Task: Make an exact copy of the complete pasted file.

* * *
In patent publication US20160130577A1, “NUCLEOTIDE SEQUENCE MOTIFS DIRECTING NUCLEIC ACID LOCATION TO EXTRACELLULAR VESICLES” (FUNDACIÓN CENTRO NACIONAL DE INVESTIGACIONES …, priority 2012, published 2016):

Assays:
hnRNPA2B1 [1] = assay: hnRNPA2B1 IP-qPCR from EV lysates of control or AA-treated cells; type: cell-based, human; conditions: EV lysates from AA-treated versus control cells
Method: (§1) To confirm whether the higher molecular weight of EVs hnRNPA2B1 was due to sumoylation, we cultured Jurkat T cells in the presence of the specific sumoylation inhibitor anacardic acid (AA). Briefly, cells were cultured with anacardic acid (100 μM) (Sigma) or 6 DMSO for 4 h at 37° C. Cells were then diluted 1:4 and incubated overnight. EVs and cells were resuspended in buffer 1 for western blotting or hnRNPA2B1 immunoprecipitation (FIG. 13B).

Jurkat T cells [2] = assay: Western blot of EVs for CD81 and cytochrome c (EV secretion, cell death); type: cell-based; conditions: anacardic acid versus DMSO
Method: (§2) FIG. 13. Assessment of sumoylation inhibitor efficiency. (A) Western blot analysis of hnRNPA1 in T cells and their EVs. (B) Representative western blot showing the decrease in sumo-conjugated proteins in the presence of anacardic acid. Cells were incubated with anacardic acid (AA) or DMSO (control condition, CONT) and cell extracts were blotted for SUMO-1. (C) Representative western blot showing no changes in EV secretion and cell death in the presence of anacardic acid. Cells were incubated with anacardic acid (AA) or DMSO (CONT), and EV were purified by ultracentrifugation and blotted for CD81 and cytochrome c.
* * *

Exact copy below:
In patent publication US20160130577A1, “NUCLEOTIDE SEQUENCE MOTIFS DIRECTING NUCLEIC ACID LOCATION TO EXTRACELLULAR VESICLES” (FUNDACIÓN CENTRO NACIONAL DE INVESTIGACIONES …, priority 2012, published 2016):

Assays:
hnRNPA2B1 [1] = assay: hnRNPA2B1 IP-qPCR from EV lysates of control or AA-treated cells; type: cell-based, human; conditions: EV lysates from AA-treated versus control cells
Method: (§1) To confirm whether the higher molecular weight of EVs hnRNPA2B1 was due to sumoylation, we cultured Jurkat T cells in the presence of the specific sumoylation inhibitor anacardic acid (AA). Briefly, cells were cultured with anacardic acid (100 μM) (Sigma) or 6 DMSO for 4 h at 37° C. Cells were then diluted 1:4 and incubated overnight. EVs and cells were resuspended in buffer 1 for western blotting or hnRNPA2B1 immunoprecipitation (FIG. 13B).

Jurkat T cells [2] = assay: Western blot of EVs for CD81 and cytochrome c (EV secretion, cell death); type: cell-based; conditions: anacardic acid versus DMSO
Method: (§2) FIG. 13. Assessment of sumoylation inhibitor efficiency. (A) Western blot analysis of hnRNPA1 in T cells and their EVs. (B) Representative western blot showing the decrease in sumo-conjugated proteins in the presence of anacardic acid. Cells were incubated with anacardic acid (AA) or DMSO (control condition, CONT) and cell extracts were blotted for SUMO-1. (C) Representative western blot showing no changes in EV secretion and cell death in the presence of anacardic acid. Cells were incubated with anacardic acid (AA) or DMSO (CONT), and EV were purified by ultracentrifugation and blotted for CD81 and cytochrome c.